11.0349 Lynne Grundy 1957-1997

Humanist Discussion Group (humanist@kcl.ac.uk)
Tue, 21 Oct 1997 10:12:54 +0100 (BST)

Humanist Discussion Group, Vol. 11, No. 349.
Centre for Computing in the Humanities, King's College London

[1] From: Harold Short <Harold.Short@kcl.ac.uk> (40)
Subject: Lynne Grundy 1957-1997

[2] From: Willard McCarty <Willard.McCarty@kcl.ac.uk> (45)
Subject: Lynne

Date: Tue, 21 Oct 1997 10:03:46 +0100 (BST)
From: Harold Short <Harold.Short@kcl.ac.uk>
Subject: Lynne Grundy 1957-1997

Humanist readers will be much saddened, I know, to hear of the death
of our colleague Lynne Grundy, after a long illness and at the young
age of 40.

As many will be aware, Lynne was a medieval scholar, with specialist
interests in Anglo-Saxon culture. Her PhD thesis was on the
medieval cleric, Aelfric, and this was the basis for a 1991 book:
'Books and Grace: Aelfric's Theology'. For the past nine years she
worked part-time as a researcher for the Thesaurus of Old English,
and played a key role in bringing it to print in 1995. She was the
first occupant of the post of Lecturer in Humanities Computing at
King's College London. She was an exceptional research scholar, and
was a constant and refreshing reminder that in our field of
humanities computing the technology is there to serve the scholarship.

Lynne was also the most gifted of communicators - a born teacher who
inspired numbers of Old English and humanities computing students,
both undergraduate and postgraduate. But most of all she will be
remembered by those who knew her, and especially by her students,
colleagues and friends, as a remarkable individual with a wealth of
interests, insights and infectious enthusiasms, graceful and full
of vitality - which makes it all the harder to accept
that she has gone.

The funeral service is to take place on Tuesday 21 October at the
church of St Paul's Covent Garden, where for many years Lynne and
her husband Martin have sung in the choir (a choir she organised).

Later that day she will be buried in the parish churchyard at
Eynsham, a village just outside Oxford. Lynne came from this
area, and it is particularly fitting that her grave will be
on the hillside where stood the abbey in which Aelfric was
at one time abbot.

A memorial fund is to be established with the purpose of assisting
young scholars. Further details will be made known in due course.

Date: Tue, 21 Oct 1997 09:01:49 +0100
From: Willard McCarty <Willard.McCarty@kcl.ac.uk>
Subject: Lynne

I first met Lynne in April 1996, I think it was, when I appeared at King's
College London for a job interview, and then again a couple of months later,
on a visit, and finally when I began work in late September with her in the
Centre for Computing in the Humanities. We worked together for a total of
about 2 1/2 months, for the first term of my first year at King's. When she
went away on sick-leave we hardly knew each other. Real friendship only grew
with her illness, and we became close only after the disease seemed likely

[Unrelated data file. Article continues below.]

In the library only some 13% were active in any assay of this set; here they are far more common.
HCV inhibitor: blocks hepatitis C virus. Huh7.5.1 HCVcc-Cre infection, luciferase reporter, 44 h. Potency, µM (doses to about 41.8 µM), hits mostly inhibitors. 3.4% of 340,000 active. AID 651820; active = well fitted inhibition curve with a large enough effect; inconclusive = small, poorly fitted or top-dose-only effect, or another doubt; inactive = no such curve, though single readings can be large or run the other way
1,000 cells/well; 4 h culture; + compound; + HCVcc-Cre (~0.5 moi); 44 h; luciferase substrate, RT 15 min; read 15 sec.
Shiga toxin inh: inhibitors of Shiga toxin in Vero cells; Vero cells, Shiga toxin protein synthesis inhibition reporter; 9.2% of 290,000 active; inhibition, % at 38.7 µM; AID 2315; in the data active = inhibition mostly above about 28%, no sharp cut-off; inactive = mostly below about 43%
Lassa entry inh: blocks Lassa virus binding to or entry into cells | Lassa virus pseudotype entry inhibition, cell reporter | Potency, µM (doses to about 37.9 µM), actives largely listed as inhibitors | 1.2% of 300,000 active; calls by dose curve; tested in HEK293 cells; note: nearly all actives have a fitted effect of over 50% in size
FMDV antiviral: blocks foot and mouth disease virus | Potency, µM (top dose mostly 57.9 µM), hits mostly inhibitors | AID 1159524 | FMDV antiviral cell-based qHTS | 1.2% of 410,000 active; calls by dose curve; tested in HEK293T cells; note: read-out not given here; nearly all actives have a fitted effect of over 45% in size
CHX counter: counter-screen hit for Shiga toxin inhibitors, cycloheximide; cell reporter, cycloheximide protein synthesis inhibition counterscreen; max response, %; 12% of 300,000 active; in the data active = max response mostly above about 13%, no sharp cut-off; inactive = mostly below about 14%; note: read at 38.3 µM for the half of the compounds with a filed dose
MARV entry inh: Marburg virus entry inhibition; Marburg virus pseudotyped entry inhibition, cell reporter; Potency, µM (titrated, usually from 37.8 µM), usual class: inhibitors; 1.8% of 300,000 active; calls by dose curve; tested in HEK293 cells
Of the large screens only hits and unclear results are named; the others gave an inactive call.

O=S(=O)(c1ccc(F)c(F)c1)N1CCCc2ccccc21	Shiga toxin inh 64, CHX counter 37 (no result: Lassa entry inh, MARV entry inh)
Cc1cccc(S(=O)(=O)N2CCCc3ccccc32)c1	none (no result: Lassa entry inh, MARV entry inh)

to claim her, and then only in a necessarily one-way correspondence
illuminated by a single telephone conversation. Little more than a flicker
in the scale of things, but I kiss this joy as it flies.

At a recent meeting of computer scientists and humanists, Stan Katz (now
former President of the American Council of Learned Societies) spoke of the
fragility of our common enterprise, pushed along by so few of us and so
extraordinarily dependent on a few hearts continuing to beat. He was
referring then to the death of Paul Peters, formerly head of the Coalition
for Networked Information (U.S.), suddenly of asthma, but his mortal
thoughts recur now and will continue to recur. A kind of immortality is in
remembrance of exemplary individuals, like Lynne, because of the mental
leaven they leave behind, an "agency which produces profound change by
progressive inward operation" (OED). Personally this leaven may be more
important for us than any conscious action we might take, but professionally
we must do more.

Coming to work at King's was a great turning point in my professional life,
since it meant that at long last my job-description and my intellectual
passions became one. There are, however, very few institutions as forward
looking with respect to our field as King's, so very few people in positions
like Lynne's and mine. The loss of just one of us is serious. It seems to me
that wherever and whenever possible we must do everything in our power to
communicate what we know and can see, particularly to students. For us
professionally a much more important form of continuity -- immortality seems
more than a bit presumptious here -- lies in training the next generation.
Perhaps hybris has done the gods' work on me, but I do think that humanities
computing is crucial to the arts and humanities, and I am old-fashioned
enough to believe that they are in turn crucial to the public at large, with
whom we must connect to survive.

"A life-time burning in every moment...."

The moment I will remember always is when walking just a couple of weeks ago
by the Thames at sunset, with the fiery golden light shining slant-wise
across the river and on the riverside buildings, thinking of Lynne in the
dying of the light. Farewell, my friend and colleague!

- - - - - - - - - - - - - - - - - - - - - - - - - - - - - -
Dr. Willard McCarty, Senior Lecturer, King's College London
voice: +44 (0)171 873 2784 fax: +44 (0)171 873 5801
e-mail: Willard.McCarty@kcl.ac.uk

Humanist Discussion Group
Information at <http://www.kcl.ac.uk/humanities/cch/humanist/>